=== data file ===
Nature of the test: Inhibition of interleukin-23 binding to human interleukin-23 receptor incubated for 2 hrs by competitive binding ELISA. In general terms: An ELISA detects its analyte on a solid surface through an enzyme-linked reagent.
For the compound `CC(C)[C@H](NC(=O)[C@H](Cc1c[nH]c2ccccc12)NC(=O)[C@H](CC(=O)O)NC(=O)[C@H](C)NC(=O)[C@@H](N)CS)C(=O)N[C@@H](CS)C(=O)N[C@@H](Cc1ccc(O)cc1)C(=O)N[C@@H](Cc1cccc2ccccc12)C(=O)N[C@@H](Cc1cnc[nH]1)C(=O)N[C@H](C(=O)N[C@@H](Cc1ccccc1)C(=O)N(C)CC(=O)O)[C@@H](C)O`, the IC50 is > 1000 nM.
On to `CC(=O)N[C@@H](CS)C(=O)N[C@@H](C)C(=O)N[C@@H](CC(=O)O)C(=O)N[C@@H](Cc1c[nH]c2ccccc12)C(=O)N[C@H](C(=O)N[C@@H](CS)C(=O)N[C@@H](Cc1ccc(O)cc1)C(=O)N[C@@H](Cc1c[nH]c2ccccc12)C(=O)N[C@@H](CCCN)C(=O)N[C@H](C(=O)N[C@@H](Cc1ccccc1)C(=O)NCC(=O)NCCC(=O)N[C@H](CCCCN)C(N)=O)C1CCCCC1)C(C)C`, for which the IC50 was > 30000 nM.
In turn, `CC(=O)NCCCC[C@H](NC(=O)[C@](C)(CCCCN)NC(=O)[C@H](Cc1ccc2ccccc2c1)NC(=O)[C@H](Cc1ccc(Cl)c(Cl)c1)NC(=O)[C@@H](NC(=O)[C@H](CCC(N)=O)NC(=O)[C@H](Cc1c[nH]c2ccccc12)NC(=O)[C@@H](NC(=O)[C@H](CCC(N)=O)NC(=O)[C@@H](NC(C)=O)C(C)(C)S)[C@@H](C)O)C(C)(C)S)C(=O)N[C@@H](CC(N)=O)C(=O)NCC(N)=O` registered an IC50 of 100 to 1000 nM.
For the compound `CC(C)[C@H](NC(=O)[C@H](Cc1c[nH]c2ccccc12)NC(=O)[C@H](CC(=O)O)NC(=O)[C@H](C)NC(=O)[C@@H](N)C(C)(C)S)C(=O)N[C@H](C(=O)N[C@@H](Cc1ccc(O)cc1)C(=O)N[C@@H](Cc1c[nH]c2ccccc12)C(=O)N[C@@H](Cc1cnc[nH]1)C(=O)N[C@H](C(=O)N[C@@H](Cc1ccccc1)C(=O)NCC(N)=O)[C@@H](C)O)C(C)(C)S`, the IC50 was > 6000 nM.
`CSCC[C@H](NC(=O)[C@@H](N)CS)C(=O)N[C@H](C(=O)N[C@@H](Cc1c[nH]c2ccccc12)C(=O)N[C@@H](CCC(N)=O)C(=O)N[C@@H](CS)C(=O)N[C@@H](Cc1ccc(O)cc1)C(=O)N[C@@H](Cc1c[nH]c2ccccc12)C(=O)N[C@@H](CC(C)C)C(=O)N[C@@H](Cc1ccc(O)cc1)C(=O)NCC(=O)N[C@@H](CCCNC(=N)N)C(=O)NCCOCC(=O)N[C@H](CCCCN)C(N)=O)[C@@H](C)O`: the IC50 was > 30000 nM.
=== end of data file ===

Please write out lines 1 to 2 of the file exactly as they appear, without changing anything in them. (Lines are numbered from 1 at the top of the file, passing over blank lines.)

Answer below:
Nature of the test: Inhibition of interleukin-23 binding to human interleukin-23 receptor incubated for 2 hrs by competitive binding ELISA. In general terms: An ELISA detects its analyte on a solid surface through an enzyme-linked reagent.
For the compound `CC(C)[C@H](NC(=O)[C@H](Cc1c[nH]c2ccccc12)NC(=O)[C@H](CC(=O)O)NC(=O)[C@H](C)NC(=O)[C@@H](N)CS)C(=O)N[C@@H](CS)C(=O)N[C@@H](Cc1ccc(O)cc1)C(=O)N[C@@H](Cc1cccc2ccccc12)C(=O)N[C@@H](Cc1cnc[nH]1)C(=O)N[C@H](C(=O)N[C@@H](Cc1ccccc1)C(=O)N(C)CC(=O)O)[C@@H](C)O`, the IC50 is > 1000 nM.